report

Audit Results Report – Annual 2018-19 Financial Audits of State Government Entities

Audit of the Annual Report on State Finances

Introduction

The Annual Report on State Finances (ARSF) reports on the State’s annual financial results and financial position and explains significant variations from the prior year and from the annual budget estimates. Treasury prepares the ARSF and we audit key aspects under the Government Financial Responsibility Act 2000.

The ARSF brings together key financial information for the 3 sectors of government as shown in Figure 6. In addition to this consolidated financial reporting, each entity also prepares and tables its own annual report that provides detail of its individual finances.

Figure 6: Financial relationships between sectors of Western Australian government

Audit opinion

We issued a clear (unqualified) audit opinion to the Treasurer on 20 September 2019. The audited ARSF was released by the Treasurer on 27 September 2019, meeting the statutory reporting deadline of 90 days after the end of the financial year, being 28 September 2019.

Timeliness

Timely and efficient preparation of the ARSF by Treasury and its audit by us is dependent on entities submitting accurate year end financial balances to Treasury on time.

This year 23 entities submitted June actual financial data to Treasury after the deadline of 25 July, compared to 36 late submitters last year. Late submissions reduce the time for Treasury to review entities’ balances and increases the risk of undetected errors.

Western Australia’s finances – selected key indicators

This section of our report provides information that supplements information contained in the ARSF that Parliament and other readers might find useful:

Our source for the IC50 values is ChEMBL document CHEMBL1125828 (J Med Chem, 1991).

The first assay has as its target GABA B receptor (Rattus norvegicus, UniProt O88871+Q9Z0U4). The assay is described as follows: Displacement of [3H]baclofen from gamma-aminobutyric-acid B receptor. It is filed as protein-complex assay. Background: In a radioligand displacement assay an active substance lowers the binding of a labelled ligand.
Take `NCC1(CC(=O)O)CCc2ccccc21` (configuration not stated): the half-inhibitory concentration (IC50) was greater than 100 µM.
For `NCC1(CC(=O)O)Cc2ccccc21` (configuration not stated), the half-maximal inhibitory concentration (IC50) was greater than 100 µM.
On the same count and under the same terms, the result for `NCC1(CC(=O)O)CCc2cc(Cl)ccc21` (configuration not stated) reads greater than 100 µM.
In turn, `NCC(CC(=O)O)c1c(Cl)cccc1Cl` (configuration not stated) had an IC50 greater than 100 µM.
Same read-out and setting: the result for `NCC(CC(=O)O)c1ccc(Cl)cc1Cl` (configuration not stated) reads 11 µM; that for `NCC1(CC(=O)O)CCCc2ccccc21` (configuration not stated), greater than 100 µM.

• net operating balance for General Government and for the Total Public Sector
  • infrastructure renewal ratio
  • borrowings and unfunded superannuation
  • debt sustainability
  • total borrowings and expense commitments
  • current trend in leave liability balances.

Net operating balance

Figure 7 shows the net operating balance for the General Government sector and the Total Public Sector. A large number of factors affect the result, including economic circumstances, the performance of the State’s main industries, interest rates, Commonwealth funding and legislation. However, a surplus is generally an indicator of sound financial management and/or good budgeting.

Source: Tabled Annual Report on State Finances
Figure 7: Net operating balance from 2008-09 to 2018-19

Infrastructure renewal

Governments face an ongoing challenge to maintain existing infrastructure and also develop and provide new assets to achieve desired social, economic and environmental outcomes.

The infrastructure renewal ratio is an indicator of the rate at which existing infrastructure is being replaced and increased compared with the rate at which it is being used up. The ratio compares the annual expenditure on assets with the annual depreciation charge on assets. A ratio higher than 1.00 indicates that overall the State’s infrastructure is increasing.

Infrastructure assets mainly include land, roads, ports, water and electricity assets and networks, hospitals and schools. These represent almost the entire balance of non-financial assets. In 2018-19 the value of non-financial assets for the total public sector decreased slightly, from $153.5 billion to $153.0 billion.